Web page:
Day Of Rest

Friday night we went to see my son perform at the musical Crazy For You. He played seven performances from Wednesday through Saturday on an upright bass. His playing time was likely in the range of an hour or more for each performance. I bet his back and fingers are quite sore.

The performance was excellent. And my son’s solo on Slap That Bass was outstanding.

I was in session all day Saturday and spent most of the evening working on dubs and backups. And Sunday was jammed all day and most of the evening. Three worship services and stints on electric guitar and acoustic guitar.

And now, back to another action-packed week.

I was doing some reading on the sabbath and its application to Christianity. I am definitely not aligned with this principle. With all my busy-ness, perhaps I should be.

From Christianity Today:

The Exodus commandment to remember the Sabbath day is grounded in the story of Creation. The human pattern of six days of work and one of rest follows God’s pattern as Creator; God’s people are to rest on one day because God did. In both work and rest, human beings are in the image of God. At the same time, they are not God but God’s creatures, who must honor God by obeying this commandment.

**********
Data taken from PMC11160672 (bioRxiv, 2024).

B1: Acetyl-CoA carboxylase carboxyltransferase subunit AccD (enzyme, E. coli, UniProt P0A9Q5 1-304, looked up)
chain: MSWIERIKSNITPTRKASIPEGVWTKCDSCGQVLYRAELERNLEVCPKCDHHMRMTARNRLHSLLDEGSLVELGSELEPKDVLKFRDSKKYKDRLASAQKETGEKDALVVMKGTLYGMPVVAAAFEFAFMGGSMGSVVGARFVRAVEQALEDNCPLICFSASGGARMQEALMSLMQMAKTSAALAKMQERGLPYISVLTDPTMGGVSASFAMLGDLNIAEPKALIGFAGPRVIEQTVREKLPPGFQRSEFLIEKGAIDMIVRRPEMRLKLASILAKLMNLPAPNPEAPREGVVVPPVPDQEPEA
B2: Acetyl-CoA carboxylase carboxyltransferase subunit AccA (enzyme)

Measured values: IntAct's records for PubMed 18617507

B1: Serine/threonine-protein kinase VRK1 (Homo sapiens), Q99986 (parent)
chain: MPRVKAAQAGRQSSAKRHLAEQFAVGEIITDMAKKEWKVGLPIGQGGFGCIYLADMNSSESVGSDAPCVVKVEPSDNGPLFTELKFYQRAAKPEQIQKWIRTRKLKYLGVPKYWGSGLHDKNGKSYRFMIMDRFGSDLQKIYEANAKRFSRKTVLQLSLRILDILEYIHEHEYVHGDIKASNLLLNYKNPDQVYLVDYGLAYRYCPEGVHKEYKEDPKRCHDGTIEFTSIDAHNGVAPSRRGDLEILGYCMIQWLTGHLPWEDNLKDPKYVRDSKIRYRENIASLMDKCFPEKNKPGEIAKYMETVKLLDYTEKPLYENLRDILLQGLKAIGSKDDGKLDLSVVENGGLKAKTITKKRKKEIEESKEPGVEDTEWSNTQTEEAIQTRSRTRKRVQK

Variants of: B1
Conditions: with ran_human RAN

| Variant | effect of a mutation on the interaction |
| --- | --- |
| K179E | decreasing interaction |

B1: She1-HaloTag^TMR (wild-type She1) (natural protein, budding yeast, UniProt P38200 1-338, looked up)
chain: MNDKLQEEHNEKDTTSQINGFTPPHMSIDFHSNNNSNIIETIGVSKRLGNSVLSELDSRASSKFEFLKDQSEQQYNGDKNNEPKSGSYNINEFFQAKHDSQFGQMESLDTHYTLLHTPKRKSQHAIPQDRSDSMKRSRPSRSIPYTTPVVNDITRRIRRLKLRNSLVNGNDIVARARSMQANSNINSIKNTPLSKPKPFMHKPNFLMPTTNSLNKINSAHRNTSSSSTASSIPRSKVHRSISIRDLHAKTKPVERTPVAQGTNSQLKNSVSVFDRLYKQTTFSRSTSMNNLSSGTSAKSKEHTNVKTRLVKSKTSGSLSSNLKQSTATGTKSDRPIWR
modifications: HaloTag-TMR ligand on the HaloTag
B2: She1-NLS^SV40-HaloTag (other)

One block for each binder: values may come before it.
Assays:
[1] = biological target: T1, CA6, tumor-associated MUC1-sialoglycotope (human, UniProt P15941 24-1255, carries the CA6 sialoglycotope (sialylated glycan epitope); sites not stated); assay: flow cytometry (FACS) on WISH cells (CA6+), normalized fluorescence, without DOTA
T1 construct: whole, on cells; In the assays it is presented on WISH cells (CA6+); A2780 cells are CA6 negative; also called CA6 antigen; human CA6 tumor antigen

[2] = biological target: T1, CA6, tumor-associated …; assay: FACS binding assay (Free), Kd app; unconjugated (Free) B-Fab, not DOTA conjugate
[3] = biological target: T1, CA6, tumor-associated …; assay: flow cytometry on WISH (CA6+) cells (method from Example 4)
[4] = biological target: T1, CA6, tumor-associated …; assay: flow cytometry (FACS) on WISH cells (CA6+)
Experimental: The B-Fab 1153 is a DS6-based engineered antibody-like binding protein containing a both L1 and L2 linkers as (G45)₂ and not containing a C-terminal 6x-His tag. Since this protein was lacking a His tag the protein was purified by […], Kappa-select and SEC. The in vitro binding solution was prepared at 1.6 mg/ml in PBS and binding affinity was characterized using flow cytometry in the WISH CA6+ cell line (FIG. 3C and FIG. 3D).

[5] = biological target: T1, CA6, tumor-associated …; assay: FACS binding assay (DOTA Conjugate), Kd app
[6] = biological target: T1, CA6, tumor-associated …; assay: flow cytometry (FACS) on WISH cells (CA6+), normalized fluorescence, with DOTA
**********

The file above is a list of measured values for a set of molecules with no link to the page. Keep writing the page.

2 replies
  1. Michael
    Michael says:

    I have an interesting question to propose: What constitutes rest? Does it mean that we are to truly sit and relax, or is it hanging out in the garden, or is it as simple as not working.

    Few people these days work on Sunday in a traditional 9 to 5 job (I almost never pick up the work machine on a Sunday). But am I breaking his commandments if I decide to clean the pool deck while hanging out in the yard with the kids, or put together a patio set on Sunday afternoon (As I did this Sunday afternoon)?

    Reply
  2. richard cleaver
    richard cleaver says:

    I was lamenting the amount of structured activity that I have put into my life. Perhaps a day of rest is as simple as this: a day without structure, without specific agendas, a day to reflect on the broader perspective of life.

    Reply

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